US human trafficking report misleading, says Hong Kong
Hong Kong has hit back after a US State Department report accused it of not doing enough to tackle human trafficking.
The latest annual Trafficking in Persons report for the first time identified the city as a "source territory" - as well as a "destination" and "transit" point - for trafficking.
It said victims came from as far away as Chad, Uganda and Colombia and Asian countries.
Some of the city's 320,000 domestic workers were victims of "debt bondage" because of fees owed to agencies, the report said. Authorities identified just seven victims of sex trafficking despite arresting 3,000 mainland and foreign prostitutes, it added.
But the government accused Washington of failing to reflect the city's "unfailing commitment" to fighting trafficking.
"[It] doesn't fully reflect the unfailing commitment and continuous efforts of the government in the fight against human trafficking," a government spokesman said. "In particular, we disagree that Hong Kong is a destination and transit and source territory for men, women, and children subjected to sex trafficking and forced labour."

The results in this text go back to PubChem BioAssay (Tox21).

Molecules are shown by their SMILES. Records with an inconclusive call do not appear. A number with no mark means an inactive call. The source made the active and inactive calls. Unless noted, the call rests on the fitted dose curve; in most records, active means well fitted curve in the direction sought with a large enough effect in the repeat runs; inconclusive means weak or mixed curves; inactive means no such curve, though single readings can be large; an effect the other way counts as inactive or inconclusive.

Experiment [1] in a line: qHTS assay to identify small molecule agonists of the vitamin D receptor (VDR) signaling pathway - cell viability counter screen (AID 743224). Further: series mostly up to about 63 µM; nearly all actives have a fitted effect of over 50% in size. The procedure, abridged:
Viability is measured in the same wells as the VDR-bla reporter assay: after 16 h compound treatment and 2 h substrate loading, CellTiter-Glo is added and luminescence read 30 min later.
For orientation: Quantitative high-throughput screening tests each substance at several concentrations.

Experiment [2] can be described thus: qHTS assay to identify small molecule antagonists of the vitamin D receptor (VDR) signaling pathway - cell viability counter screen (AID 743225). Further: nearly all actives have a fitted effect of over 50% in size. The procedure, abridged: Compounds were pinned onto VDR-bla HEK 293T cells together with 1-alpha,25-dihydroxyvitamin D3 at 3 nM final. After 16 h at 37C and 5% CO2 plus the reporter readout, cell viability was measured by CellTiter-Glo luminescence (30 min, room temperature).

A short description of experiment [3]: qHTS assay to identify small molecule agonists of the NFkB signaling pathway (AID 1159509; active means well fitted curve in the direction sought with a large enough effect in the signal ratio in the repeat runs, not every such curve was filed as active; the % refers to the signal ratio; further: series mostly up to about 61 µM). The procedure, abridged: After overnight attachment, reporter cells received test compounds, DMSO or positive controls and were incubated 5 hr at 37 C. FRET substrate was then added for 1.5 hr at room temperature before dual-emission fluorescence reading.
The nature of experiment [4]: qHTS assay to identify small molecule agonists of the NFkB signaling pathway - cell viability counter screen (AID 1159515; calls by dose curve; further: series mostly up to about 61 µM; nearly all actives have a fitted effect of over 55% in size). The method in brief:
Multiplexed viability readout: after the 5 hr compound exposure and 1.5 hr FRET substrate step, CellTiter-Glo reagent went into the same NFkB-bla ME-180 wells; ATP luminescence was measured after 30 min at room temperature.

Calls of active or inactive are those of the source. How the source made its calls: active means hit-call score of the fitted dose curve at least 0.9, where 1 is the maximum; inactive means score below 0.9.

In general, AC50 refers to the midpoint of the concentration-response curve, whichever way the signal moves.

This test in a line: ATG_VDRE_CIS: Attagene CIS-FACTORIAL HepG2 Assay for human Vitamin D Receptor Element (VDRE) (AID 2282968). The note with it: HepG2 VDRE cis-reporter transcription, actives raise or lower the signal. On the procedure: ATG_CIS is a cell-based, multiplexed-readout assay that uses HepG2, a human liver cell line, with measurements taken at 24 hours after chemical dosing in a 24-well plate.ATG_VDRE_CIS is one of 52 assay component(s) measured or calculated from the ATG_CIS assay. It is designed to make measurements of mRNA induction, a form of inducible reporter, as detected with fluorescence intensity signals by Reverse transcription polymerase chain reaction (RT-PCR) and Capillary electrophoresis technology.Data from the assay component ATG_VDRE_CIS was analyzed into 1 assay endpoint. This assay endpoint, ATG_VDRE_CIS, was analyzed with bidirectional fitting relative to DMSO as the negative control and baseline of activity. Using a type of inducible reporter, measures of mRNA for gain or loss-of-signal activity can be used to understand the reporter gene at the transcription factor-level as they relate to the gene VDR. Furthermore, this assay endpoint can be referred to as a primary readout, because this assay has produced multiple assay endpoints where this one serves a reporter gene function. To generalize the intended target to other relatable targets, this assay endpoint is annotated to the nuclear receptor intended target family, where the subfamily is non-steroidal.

The report highlights the high-profile case of Indonesian domestic helper Erwiana Sulistyaningsih as an example of the dangers suffered by domestic workers. Erwiana's employer has pleaded not guilty to 20 charges of labour violations and abuse of Erwiana and two other maids.
The report said children as well as men and women were at risk of trafficking and forced labour. The practice of "compensated dating" would "facilitate the prostitution of Hong Kong children and their vulnerability to trafficking", it added.
Women were lured to the city and forced to work as prostitutes, the report said, and the city was a "transit point" for Southeast Asian fishermen forced to work aboard boats in the Pacific.
The city was ranked in tier two, which means it did not fully comply with US anti-trafficking laws. It was downgraded from tier-one status in 2009.
Eman Villanueva, of the Asian Migrants Coordinating Body, welcomed the report.
"This time the report has focused on the abuses and this time it shows the problem persists, and in my view, is worsening," Villanueva said. "With the case of Erwiana … the US State Department report will put more pressure on the government to take some concrete measures in reforming their existing policies."
The government spokesman added: "Notwithstanding the rare occurrence of human trafficking crimes, we recognise the need to maintain our vigilance towards this threat."